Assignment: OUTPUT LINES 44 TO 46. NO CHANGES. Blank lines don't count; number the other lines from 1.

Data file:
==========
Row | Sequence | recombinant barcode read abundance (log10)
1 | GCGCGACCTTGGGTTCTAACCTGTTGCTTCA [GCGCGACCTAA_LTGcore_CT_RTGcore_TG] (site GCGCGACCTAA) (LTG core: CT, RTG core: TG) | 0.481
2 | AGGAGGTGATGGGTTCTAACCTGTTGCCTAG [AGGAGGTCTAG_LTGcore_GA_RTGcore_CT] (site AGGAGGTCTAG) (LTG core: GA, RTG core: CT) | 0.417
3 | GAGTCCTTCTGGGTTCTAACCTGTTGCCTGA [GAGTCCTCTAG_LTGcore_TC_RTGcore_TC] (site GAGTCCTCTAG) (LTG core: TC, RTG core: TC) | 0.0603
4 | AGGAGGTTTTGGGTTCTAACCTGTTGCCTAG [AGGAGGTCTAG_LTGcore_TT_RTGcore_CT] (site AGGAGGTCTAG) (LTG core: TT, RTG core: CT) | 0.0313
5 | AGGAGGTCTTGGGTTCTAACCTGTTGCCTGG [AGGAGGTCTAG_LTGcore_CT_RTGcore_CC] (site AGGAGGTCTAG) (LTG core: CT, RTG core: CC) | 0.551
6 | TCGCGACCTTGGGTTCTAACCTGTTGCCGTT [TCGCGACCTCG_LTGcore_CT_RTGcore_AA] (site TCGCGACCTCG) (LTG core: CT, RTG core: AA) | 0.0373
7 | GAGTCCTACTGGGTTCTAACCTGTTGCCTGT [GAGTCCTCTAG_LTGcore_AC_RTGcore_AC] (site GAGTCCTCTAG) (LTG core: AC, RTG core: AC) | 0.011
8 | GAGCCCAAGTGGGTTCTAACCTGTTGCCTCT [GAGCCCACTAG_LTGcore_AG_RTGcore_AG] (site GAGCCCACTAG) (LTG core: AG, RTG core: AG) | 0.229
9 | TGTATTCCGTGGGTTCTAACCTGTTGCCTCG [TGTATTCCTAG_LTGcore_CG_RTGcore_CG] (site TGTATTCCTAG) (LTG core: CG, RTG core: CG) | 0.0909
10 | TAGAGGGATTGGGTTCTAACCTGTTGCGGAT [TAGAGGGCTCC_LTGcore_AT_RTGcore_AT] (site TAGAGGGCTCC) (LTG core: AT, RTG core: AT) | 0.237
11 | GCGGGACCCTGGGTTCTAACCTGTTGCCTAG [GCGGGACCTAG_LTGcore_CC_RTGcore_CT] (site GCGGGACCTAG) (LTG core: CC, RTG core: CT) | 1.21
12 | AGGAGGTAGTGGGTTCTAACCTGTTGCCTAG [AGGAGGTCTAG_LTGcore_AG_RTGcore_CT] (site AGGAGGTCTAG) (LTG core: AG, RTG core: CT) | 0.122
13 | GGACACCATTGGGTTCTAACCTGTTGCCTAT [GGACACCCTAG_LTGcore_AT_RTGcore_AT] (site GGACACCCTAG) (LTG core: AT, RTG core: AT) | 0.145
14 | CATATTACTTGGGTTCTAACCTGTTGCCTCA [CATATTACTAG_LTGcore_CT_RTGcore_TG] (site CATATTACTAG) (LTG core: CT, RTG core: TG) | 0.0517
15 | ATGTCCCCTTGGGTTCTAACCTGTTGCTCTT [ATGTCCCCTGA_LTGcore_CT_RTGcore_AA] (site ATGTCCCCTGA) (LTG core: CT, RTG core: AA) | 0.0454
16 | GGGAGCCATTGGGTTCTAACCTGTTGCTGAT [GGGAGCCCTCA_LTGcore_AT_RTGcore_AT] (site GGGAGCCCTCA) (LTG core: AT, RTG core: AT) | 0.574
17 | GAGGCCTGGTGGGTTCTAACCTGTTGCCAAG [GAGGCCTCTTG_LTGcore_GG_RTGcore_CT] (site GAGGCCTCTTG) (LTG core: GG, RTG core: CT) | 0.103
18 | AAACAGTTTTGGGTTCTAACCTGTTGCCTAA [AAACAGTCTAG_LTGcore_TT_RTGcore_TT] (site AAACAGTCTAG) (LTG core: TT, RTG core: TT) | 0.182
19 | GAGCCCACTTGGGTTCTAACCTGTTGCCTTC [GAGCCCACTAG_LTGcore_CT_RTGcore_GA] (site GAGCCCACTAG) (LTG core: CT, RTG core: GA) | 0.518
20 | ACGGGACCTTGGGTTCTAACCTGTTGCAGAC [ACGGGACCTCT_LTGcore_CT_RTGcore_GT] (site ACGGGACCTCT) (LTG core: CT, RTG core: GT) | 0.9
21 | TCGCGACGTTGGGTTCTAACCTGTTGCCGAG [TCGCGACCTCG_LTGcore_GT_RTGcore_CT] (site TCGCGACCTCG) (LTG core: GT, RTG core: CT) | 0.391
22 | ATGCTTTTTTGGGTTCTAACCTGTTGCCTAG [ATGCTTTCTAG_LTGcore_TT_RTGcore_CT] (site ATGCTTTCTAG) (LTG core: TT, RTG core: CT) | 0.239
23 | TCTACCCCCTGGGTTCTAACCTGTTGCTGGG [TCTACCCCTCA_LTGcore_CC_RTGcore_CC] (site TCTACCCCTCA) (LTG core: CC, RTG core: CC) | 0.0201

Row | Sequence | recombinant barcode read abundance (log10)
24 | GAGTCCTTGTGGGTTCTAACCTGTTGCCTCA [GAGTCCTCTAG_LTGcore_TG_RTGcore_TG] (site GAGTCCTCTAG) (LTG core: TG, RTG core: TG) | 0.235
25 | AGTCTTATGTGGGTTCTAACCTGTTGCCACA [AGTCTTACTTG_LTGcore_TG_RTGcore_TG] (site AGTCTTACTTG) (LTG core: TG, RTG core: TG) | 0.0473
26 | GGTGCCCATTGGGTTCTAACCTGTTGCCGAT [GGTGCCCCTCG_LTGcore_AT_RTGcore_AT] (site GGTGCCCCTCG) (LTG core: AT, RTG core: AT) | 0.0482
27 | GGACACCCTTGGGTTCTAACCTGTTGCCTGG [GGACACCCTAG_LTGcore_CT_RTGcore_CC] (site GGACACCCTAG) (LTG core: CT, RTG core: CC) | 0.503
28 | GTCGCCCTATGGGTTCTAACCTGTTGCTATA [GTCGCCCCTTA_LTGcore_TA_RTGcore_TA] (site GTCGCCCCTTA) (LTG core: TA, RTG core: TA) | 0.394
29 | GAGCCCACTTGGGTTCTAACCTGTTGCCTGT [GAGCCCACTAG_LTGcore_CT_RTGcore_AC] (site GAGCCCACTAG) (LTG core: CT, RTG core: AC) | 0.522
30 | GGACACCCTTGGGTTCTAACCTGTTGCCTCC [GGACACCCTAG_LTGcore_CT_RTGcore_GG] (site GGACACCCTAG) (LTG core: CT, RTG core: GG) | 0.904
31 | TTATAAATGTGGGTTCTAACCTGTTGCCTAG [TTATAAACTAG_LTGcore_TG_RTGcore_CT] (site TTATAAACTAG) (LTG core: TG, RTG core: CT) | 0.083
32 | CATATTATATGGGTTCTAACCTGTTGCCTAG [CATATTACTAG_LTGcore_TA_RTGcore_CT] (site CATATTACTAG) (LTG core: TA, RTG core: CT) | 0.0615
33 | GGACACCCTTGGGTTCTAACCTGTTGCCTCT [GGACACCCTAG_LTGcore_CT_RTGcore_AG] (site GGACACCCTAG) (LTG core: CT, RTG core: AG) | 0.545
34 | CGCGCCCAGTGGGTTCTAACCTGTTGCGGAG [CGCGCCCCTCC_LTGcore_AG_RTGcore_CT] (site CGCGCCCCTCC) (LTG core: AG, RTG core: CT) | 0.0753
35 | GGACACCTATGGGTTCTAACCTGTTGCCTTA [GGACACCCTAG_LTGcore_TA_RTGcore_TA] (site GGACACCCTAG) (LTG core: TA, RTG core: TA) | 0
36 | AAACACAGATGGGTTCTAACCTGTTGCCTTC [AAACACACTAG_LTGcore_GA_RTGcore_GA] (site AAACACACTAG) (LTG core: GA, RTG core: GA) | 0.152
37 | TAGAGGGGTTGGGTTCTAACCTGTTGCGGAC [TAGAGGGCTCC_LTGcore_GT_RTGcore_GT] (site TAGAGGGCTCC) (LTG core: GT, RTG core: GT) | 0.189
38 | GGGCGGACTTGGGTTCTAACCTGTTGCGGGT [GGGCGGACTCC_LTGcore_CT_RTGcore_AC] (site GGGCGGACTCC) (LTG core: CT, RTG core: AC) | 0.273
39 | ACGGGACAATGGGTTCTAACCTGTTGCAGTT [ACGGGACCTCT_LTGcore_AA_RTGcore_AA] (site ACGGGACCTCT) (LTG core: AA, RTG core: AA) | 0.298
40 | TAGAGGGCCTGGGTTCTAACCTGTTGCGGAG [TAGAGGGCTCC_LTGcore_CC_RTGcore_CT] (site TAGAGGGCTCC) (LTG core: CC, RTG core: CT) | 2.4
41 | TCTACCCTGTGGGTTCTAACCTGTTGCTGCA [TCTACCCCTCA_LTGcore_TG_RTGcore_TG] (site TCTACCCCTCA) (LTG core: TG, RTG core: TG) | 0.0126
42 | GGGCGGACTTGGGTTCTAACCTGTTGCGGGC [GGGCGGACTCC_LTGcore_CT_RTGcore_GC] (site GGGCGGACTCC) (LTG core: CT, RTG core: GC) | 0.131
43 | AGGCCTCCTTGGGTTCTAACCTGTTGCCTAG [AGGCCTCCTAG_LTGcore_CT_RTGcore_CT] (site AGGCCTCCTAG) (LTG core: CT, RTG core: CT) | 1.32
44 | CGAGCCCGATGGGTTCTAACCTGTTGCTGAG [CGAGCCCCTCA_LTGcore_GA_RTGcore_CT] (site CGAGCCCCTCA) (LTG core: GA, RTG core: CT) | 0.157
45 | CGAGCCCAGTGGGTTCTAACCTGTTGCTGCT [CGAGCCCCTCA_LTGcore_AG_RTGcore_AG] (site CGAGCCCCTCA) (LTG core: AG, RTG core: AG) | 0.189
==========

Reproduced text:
42 | GGGCGGACTTGGGTTCTAACCTGTTGCGGGC [GGGCGGACTCC_LTGcore_CT_RTGcore_GC] (site GGGCGGACTCC) (LTG core: CT, RTG core: GC) | 0.131
43 | AGGCCTCCTTGGGTTCTAACCTGTTGCCTAG [AGGCCTCCTAG_LTGcore_CT_RTGcore_CT] (site AGGCCTCCTAG) (LTG core: CT, RTG core: CT) | 1.32
44 | CGAGCCCGATGGGTTCTAACCTGTTGCTGAG [CGAGCCCCTCA_LTGcore_GA_RTGcore_CT] (site CGAGCCCCTCA) (LTG core: GA, RTG core: CT) | 0.157